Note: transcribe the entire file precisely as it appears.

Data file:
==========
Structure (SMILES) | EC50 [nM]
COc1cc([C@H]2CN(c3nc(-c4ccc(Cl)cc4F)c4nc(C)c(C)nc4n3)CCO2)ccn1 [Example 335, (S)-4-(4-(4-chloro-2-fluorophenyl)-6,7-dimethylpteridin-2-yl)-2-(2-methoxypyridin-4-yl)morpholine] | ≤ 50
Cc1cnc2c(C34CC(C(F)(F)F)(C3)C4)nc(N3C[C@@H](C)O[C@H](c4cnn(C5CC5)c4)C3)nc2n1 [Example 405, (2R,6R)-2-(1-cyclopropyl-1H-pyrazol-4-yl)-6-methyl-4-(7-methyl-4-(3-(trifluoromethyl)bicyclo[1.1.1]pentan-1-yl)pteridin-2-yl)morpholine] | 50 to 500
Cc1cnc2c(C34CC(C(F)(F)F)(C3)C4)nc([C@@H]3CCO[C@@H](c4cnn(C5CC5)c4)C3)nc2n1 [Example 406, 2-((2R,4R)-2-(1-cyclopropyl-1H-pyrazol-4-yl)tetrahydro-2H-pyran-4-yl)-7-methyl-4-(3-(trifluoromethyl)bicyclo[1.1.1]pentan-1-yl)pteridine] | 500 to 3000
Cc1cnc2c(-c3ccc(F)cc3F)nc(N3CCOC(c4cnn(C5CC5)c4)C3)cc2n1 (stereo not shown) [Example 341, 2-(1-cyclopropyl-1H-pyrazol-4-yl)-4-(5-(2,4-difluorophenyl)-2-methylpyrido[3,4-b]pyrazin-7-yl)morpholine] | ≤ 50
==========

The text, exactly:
Structure (SMILES) | EC50 [nM]
COc1cc([C@H]2CN(c3nc(-c4ccc(Cl)cc4F)c4nc(C)c(C)nc4n3)CCO2)ccn1 [Example 335, (S)-4-(4-(4-chloro-2-fluorophenyl)-6,7-dimethylpteridin-2-yl)-2-(2-methoxypyridin-4-yl)morpholine] | ≤ 50
Cc1cnc2c(C34CC(C(F)(F)F)(C3)C4)nc(N3C[C@@H](C)O[C@H](c4cnn(C5CC5)c4)C3)nc2n1 [Example 405, (2R,6R)-2-(1-cyclopropyl-1H-pyrazol-4-yl)-6-methyl-4-(7-methyl-4-(3-(trifluoromethyl)bicyclo[1.1.1]pentan-1-yl)pteridin-2-yl)morpholine] | 50 to 500
Cc1cnc2c(C34CC(C(F)(F)F)(C3)C4)nc([C@@H]3CCO[C@@H](c4cnn(C5CC5)c4)C3)nc2n1 [Example 406, 2-((2R,4R)-2-(1-cyclopropyl-1H-pyrazol-4-yl)tetrahydro-2H-pyran-4-yl)-7-methyl-4-(3-(trifluoromethyl)bicyclo[1.1.1]pentan-1-yl)pteridine] | 500 to 3000
Cc1cnc2c(-c3ccc(F)cc3F)nc(N3CCOC(c4cnn(C5CC5)c4)C3)cc2n1 (stereo not shown) [Example 341, 2-(1-cyclopropyl-1H-pyrazol-4-yl)-4-(5-(2,4-difluorophenyl)-2-methylpyrido[3,4-b]pyrazin-7-yl)morpholine] | ≤ 50